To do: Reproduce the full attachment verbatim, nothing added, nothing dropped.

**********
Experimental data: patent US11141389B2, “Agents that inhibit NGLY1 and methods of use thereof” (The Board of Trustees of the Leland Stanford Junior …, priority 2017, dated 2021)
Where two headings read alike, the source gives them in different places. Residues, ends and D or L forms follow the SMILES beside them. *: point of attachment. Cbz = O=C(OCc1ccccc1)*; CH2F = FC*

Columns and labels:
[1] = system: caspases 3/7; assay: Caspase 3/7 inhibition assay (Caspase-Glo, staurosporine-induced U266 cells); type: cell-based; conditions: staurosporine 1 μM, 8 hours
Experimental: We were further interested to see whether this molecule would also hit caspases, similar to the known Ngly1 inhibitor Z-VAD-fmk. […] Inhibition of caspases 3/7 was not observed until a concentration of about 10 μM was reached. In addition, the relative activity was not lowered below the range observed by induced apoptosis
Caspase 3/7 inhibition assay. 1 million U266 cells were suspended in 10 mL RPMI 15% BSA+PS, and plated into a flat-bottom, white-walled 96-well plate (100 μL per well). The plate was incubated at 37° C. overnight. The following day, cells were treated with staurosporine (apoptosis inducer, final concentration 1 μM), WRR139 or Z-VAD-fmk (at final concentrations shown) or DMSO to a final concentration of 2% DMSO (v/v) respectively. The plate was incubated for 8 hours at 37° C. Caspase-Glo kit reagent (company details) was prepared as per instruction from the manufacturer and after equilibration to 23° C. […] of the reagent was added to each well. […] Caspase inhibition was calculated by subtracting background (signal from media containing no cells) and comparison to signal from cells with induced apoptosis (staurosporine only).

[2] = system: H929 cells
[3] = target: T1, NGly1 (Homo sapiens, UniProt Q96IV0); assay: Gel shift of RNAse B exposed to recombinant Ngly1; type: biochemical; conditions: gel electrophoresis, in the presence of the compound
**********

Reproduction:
Experimental data: patent US11141389B2, “Agents that inhibit NGLY1 and methods of use thereof” (The Board of Trustees of the Leland Stanford Junior …, priority 2017, dated 2021)
Where two headings read alike, the source gives them in different places. Residues, ends and D or L forms follow the SMILES beside them. *: point of attachment. Cbz = O=C(OCc1ccccc1)*; CH2F = FC*

Columns and labels:
[1] = system: caspases 3/7; assay: Caspase 3/7 inhibition assay (Caspase-Glo, staurosporine-induced U266 cells); type: cell-based; conditions: staurosporine 1 μM, 8 hours
Experimental: We were further interested to see whether this molecule would also hit caspases, similar to the known Ngly1 inhibitor Z-VAD-fmk. […] Inhibition of caspases 3/7 was not observed until a concentration of about 10 μM was reached. In addition, the relative activity was not lowered below the range observed by induced apoptosis
Caspase 3/7 inhibition assay. 1 million U266 cells were suspended in 10 mL RPMI 15% BSA+PS, and plated into a flat-bottom, white-walled 96-well plate (100 μL per well). The plate was incubated at 37° C. overnight. The following day, cells were treated with staurosporine (apoptosis inducer, final concentration 1 μM), WRR139 or Z-VAD-fmk (at final concentrations shown) or DMSO to a final concentration of 2% DMSO (v/v) respectively. The plate was incubated for 8 hours at 37° C. Caspase-Glo kit reagent (company details) was prepared as per instruction from the manufacturer and after equilibration to 23° C. […] of the reagent was added to each well. […] Caspase inhibition was calculated by subtracting background (signal from media containing no cells) and comparison to signal from cells with induced apoptosis (staurosporine only).

[2] = system: H929 cells
[3] = target: T1, NGly1 (Homo sapiens, UniProt Q96IV0); assay: Gel shift of RNAse B exposed to recombinant Ngly1; type: biochemical; conditions: gel electrophoresis, in the presence of the compound